The advantages of flow forming are:

  • Ability to form aerospace alloys such as stainless steel, Inconel and titanium. These alloys are difficult to form using conventional deep drawing or metal spinning.
  • Improved mechanical properties caused by the coldworking of the material.
  • Low-cost tooling when compared to deep drawing or stamping.
  • Ability to hold tight tolerances as compared to deep drawn or spun metal parts.

How does flow forming differ from metal spinning?

The Floturn (flow forming) process is a method of rotary metal forming which produces parts which are round in cross section, but which may be straight-sided cones, contoured cones or cylindrical shaped parts. In a sense, the Floturn process utilizes a three-dimensional variation of the basic rolling process that is used in a steel mill to produce flat sheet, starting with a thick slab.

Floturning (flow forming) is very similar to conventional metal spinning. It must be understood that there is a very basic difference between metal spinning and Floturning. Conventional metal spinning utilizes a relatively thin piece of material and produces the shape of the finished part from the diameter of the starting blank. Floturning produces a finished shape by working from the thickness of the starting blank, creating a part considerably thinner than the starting blank.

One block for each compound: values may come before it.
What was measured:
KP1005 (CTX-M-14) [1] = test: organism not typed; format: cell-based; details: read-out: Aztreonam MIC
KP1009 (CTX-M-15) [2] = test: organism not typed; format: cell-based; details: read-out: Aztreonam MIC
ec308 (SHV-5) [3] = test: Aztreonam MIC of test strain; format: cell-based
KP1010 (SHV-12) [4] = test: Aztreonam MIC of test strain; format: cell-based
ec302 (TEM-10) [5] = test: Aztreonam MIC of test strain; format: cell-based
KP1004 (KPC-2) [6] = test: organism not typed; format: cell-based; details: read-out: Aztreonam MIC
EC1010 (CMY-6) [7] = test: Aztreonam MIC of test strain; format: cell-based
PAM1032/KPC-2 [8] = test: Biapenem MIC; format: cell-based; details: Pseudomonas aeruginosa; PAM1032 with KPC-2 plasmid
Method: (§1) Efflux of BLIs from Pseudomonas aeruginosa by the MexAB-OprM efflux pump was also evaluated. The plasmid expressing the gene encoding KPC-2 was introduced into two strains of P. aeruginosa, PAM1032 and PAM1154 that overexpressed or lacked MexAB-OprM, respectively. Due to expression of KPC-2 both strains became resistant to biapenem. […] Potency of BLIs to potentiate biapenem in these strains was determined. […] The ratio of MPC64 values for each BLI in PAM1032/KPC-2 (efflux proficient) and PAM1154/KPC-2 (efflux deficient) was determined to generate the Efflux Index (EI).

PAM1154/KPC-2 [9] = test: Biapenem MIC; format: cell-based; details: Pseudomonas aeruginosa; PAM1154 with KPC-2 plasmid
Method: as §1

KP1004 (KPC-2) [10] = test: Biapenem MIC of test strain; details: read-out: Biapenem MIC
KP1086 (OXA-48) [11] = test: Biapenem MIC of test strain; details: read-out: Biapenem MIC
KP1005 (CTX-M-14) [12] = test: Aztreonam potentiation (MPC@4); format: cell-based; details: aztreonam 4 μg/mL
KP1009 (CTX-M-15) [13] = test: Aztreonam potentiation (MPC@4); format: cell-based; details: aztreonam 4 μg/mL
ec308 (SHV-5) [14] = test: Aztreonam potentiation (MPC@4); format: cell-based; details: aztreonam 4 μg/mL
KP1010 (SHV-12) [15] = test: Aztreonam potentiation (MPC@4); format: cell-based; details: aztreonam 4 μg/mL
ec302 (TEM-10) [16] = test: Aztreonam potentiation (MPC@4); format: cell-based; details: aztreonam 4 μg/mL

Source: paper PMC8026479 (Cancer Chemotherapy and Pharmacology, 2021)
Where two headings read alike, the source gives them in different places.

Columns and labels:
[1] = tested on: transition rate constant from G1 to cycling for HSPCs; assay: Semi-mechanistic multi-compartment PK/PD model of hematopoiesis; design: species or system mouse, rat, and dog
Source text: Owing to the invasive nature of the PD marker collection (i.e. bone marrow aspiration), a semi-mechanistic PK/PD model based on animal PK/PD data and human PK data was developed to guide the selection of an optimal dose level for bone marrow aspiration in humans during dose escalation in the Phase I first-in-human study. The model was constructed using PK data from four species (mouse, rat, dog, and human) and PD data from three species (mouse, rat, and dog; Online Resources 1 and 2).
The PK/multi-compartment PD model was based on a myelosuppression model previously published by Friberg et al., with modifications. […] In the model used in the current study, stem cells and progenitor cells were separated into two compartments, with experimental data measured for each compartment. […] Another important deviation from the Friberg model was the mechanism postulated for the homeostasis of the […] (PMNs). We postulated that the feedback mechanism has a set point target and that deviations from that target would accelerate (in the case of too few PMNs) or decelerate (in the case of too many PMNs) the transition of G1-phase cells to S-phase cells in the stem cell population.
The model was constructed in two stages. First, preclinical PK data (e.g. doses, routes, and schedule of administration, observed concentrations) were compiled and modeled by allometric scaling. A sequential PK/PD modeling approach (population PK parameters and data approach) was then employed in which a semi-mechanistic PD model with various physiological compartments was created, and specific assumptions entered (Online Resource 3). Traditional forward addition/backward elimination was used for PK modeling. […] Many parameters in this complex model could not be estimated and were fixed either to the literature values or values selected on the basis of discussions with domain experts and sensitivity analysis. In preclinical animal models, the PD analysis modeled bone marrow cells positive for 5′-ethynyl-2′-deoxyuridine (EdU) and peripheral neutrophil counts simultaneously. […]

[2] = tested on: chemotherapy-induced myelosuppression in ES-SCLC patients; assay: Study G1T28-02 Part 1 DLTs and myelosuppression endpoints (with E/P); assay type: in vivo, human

Figure 1 shows a rough comparison between metal spinning a conical part and Floturning a conical part. Figure 2 shows the comparison between metal spinning a cylindrical part as compared to Floturning a cylindrical part.

The Floturn process must not be confused with swaging or upsetting operations, as material is not reduced in diameter as in swaging, or gathered to increase thickness as in upsetting.

flow forming, metal spinning    

Figure 1


Figure 2

flow forming: spun metal parts

flow forming: spun metal parts

flow forming: spun metal parts

flow forming: spun metal parts

flow forming: spun metal parts

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